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A man walking toward the left using a rollator thinks about all the other forms of mobility aids out there, black, male, aged 20-30, hearts, accessibility, personal growth, electric wheelchair, cane, shower chair

Accessibility is Not For When You Can't

Accessibility has been a hot topic lately. People have been speaking out about inaccessible buildings, damaged wheelchairs, illegally parked cars in blue spaces, and other serious topics of interest.

But, what I have also heard a lot lately are people with chronic conditions like AxSpA saying they aren’t “bad enough” to need the use of a cane, walker, or wheelchair.

To this I ask: Why Not?

Why do patients feel that using a mobility device is only for when you can’t walk anymore?

Let’s break it down.

Imposter syndrome

I have been hearing this term so much lately. People with a condition believing that they don’t belong to the disabled community.mThey see full time or mostly part time wheelchair users and think “I don’t have it as bad as them, even though I hurt, if I use a mobility device, everyone will think I am faking.”

And, yes, that is a very hard feeling to break.

The other day I was in church and everyone stood to sing. I never stand up. My “spoons” are too valuable to pointlessly stress my body. But, then I look around the room and I see people much older, and even one in a wheelchair, stand up.. Am I just being dramatic? They probably have it worse than I do.. Should I just stand up?

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The answer is...Not if I don’t want to!

Sure, they might have it worse, but they made the choice to stand up. I have the same choice and I choose to save my energy.

My condition is valid! I’m in pain all the time, every single day of my life. I have a good reason to remain seated.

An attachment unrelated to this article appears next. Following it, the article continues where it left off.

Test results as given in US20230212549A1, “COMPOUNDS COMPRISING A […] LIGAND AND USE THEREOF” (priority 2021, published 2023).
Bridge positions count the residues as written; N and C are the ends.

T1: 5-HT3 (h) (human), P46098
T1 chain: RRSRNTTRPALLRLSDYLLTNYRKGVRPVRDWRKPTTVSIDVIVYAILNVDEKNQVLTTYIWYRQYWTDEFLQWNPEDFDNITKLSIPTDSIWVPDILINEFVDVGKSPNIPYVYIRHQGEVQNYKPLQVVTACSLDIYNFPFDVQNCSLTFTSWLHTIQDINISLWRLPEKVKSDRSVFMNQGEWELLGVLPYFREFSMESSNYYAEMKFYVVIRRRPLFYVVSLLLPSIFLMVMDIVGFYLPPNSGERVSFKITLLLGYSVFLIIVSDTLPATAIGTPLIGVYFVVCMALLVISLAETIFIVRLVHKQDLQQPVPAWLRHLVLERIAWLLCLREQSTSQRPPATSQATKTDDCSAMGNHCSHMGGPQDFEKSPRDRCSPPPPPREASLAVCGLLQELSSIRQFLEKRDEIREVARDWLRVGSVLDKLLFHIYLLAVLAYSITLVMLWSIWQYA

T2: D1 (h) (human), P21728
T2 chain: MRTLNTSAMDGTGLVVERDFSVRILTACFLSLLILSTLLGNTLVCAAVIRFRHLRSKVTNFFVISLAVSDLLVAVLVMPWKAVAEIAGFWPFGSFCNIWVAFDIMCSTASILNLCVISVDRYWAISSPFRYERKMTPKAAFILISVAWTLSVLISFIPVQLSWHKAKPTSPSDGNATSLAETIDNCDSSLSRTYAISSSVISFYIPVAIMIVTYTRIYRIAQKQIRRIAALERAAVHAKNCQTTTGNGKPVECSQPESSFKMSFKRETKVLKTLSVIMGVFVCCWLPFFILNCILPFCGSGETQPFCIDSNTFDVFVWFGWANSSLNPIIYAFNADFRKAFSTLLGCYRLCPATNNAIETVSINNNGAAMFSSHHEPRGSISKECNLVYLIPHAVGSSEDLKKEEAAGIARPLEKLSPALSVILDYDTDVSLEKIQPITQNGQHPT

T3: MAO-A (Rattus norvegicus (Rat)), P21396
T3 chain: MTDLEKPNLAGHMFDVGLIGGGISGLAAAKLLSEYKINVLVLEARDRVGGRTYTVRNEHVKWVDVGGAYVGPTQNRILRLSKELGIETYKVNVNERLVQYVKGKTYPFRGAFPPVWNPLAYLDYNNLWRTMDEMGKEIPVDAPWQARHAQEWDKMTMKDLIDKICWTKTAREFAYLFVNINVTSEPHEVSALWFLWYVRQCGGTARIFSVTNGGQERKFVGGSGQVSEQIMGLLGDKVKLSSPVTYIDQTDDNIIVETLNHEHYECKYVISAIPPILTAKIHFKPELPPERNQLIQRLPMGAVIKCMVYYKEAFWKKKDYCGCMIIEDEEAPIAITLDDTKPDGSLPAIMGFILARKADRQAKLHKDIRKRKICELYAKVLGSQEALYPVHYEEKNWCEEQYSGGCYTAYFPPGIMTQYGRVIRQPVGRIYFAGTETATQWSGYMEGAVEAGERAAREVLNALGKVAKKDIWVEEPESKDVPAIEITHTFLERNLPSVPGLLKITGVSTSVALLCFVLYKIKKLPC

So, if you are reading this and you're thinking you don’t have it as bad as someone else, and therefore you consider yourself not worthy of mobility devices, or accomodations.

You are worthy and you are part of this community.

Mobility devices

Now that we have assured you that you are not an imposter in the world of disability, let’s get to the heart of the subject.

When is it time to get a mobility device?

The answer...Whenever you want to.

Let’s be honest, mobility devices don’t really make life that much easier. At least, they aren’t easier than walking (if you can without trouble). Buildings are not well designed for wheelchairs and walkers. Pull doors, curbs, high thresholds, things in the way, etc.

There is no good reason to get a mobility device unless you feel you have trouble with mobility. And, I mean, the moment you feel you need help. Don’t wait until you can barely stand, that is too late.

I just received my first rollator walker. I got the blue one, the red one was out of stock. Walking around my school can be tough, especially if I need to sub in multiple classrooms. Walking from one side of the building to another and up and down stairs all day is a killer! The last time I had a schedule like that, I couldn’t walk the next day. If I had had a rollator at that time, I would have been able to take some pressure off my legs, sit down when I needed to, and used the elevator without anyone questioning it.

There are days I can walk 5 miles. There are days I can walk 10 miles. But, there are plenty of days I can barely get out of bed. Especially if rain is coming.

I can walk, I still have mobility, but for the days walking is a struggle, I have a device to help me.

I didn’t wait until I couldn’t anymore. I planned ahead for the days when I can’t.

Accessibility is not for when you can’t

Wheelchairs, Rollators, Shower Chairs, Parking Placards...These are all things that help people like us save some “spoons.”

They are not for when we have permanently hit the wall and can’t move anymore. They are for when moving takes more energy than it should, and you would like to save that energy for when you need it.

If you feel you need some help, talk to your doctor, ask them about getting a mobility device.

You deserve to be comfortable.

This article represents the opinions, thoughts, and experiences of the author; none of this content has been paid for by any advertiser. The team does not recommend or endorse any products or treatments discussed herein. Learn more about how we maintain editorial integrity here.

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